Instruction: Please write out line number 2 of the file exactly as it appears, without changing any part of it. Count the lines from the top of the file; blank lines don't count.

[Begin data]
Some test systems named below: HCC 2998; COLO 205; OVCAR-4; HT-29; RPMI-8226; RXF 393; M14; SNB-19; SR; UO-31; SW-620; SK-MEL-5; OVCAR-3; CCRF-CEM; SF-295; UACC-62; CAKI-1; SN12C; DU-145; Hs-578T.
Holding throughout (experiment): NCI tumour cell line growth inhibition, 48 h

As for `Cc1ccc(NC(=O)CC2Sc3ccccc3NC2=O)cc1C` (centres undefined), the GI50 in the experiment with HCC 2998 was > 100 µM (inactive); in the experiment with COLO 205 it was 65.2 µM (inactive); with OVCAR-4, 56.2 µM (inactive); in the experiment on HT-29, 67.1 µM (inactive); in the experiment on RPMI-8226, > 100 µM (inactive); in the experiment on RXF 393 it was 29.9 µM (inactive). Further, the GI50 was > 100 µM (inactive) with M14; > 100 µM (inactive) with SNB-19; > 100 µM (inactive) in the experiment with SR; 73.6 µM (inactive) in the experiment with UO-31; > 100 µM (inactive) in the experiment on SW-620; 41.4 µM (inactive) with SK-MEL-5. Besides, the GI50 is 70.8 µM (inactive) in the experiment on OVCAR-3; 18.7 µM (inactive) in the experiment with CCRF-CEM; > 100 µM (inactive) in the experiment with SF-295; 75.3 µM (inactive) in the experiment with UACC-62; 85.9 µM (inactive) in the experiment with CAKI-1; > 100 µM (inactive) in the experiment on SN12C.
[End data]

Holding throughout (experiment): NCI tumour cell line growth inhibition, 48 h